Credit: Dmitry Samarov

The day before Protomartyr played at Schubas, I had a meltdown at the Pitchfork Music Festival.

The publisher of my second book had generously offered me table space to hawk books, prints, and art at the Book Fort for no charge. I was also scheduled to do a reading that afternoon. But I barely lasted two hours of the three-day festival.

It was a crazy hot morning when I got there that Friday. There were already lines of kids waiting for drinks, food, free silkscreened T-shirts, and merch. I watched all the happy young people milling about and thought nothing but horrible things. Why was I here? Why were they? What was I thinking, wanting to sell my crap to these people? Why would I want to sell anything to anybody at all? The relentless sun was no help. I don’t respond well to heat under the best circumstances, but combined with being in a place I didn’t want to be, it made for a cocktail of impenetrable darkness inside my head.

I mumbled some likely incomprehensible apology, packed up my things, and got the hell out of there. I was gone before the first band played a note.

I had a ticket to see Ex Hex at the Bottle that night but was too thrown by what had happened earlier to want to leave the house. Protomartyr was to play the next day at the festival, then go across town to Schubas. I made myself go back outside to see them.

There’s a gauntlet to run when seeing shows at Schubas. That gauntlet is the bro bar one must traverse to get to the music room in the back. Every time I’ve ever been there the front and the back seem like separate ecosystems. Rowdy Cubbie fans dominate the bar no matter the season, while the type of people in the music room depends entirely on what band is playing. It’s an odd, sometimes uncomfortable negotiation getting from one world to the other.

Before I got to Schubas, I had deleted Instagram from my iPhone. It was the last social network I belonged to. I’d signed up a few months earlier, just before I’d deleted my Twitter account, which I’d used compulsively for the previous seven years. I figured Instagram might be more manageable and less all-consuming, but it turned out not to quell any of the cravings, while delivering little of the rush which Twitter’s pellet-sized but never-ending updates gave. (Instagram was methadone to Twitter’s heroin.) After I made a sketch of the opener, Bully, I reached for my phone to snap a pic and post it before realizing there was nowhere to post it to.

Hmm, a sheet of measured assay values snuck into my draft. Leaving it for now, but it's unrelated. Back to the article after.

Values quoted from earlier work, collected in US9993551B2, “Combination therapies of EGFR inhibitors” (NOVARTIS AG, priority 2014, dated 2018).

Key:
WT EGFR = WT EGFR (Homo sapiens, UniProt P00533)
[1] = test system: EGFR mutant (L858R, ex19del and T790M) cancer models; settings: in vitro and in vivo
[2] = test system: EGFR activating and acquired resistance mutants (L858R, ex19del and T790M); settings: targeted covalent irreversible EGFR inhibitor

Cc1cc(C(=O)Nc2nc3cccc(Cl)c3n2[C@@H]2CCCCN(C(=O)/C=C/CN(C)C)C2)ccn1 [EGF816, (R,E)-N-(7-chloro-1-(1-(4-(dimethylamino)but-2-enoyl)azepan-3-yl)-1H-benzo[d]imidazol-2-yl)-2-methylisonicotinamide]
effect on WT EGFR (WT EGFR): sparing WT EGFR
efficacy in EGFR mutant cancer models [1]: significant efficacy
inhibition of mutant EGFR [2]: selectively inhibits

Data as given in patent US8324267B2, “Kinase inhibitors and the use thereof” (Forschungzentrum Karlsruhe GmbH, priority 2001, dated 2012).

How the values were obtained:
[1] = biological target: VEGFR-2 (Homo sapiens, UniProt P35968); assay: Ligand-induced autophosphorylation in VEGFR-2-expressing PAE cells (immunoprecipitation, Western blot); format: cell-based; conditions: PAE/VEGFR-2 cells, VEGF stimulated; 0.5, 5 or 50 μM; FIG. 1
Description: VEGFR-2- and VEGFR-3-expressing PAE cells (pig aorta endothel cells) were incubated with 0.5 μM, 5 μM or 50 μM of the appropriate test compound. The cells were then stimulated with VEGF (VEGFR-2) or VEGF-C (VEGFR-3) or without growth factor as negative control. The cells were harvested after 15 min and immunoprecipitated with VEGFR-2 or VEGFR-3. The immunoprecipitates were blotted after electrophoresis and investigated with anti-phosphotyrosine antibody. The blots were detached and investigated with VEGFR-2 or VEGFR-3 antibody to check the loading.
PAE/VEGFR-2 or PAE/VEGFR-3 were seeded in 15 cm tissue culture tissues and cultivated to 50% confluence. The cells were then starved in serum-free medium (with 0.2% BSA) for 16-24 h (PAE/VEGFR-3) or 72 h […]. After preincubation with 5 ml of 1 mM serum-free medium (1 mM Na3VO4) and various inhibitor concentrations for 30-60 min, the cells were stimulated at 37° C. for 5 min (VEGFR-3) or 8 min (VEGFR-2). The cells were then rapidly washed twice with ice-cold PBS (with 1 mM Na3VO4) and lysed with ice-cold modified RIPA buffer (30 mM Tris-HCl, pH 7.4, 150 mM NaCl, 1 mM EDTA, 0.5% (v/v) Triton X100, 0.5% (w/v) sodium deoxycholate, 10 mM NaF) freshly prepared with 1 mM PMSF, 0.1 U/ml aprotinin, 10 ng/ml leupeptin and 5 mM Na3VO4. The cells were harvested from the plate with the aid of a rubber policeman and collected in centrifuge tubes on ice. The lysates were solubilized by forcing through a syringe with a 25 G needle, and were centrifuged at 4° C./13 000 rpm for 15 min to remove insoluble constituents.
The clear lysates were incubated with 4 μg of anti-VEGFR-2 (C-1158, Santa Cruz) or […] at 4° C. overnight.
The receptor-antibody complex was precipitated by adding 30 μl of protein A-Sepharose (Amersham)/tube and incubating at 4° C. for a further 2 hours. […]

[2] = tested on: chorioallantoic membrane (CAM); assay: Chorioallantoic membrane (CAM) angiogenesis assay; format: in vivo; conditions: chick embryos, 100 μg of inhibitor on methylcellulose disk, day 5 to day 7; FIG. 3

Protomartyr came on and I made another drawing. This time I just scanned the packed room afterwards and realized I likely didn’t know a soul here.

Without the veil of social media my situation was laid plain: I was a weird 45-year-old in a club full of much younger people who had probably followed these bands from Union Park after roasting all day in the sun. They were sunburned, sweaty, and woozy from booze and whatever else they’d ingested, but mostly they were drunk on music. At least we had that in common.

When I got home, I scanned the sketches and uploaded them to my website. Then I looked up the bands’ websites and emailed them their drawings. After a decade, starting with MySpace around 2005, there would be no common area for me to share this work anymore. I would now have to address each and every subject of my sketches personally if I wanted them to look.

In the weeks that followed I got several e-mails from social media acquaintances worried about my sanity. I found out quickly just how few actual friends I have. Without the convenience of a shared platform most of my “friends” don’t want to bother. Meanwhile life goes on.

I go and sketch at more shows than ever, even though the instant gratification/approval of Twitter and Instagram is gone. I’ve found out I don’t need it. Every now and again someone at a show will notice me sketching and ask to take a picture. Sometimes these photos end up on social media and I’ll come across them sometime later. But they’re like rumors from a faraway town, rather than news from my own.

I’ve never gone back to Pitchfork either, and have no plans to ever do so again.   v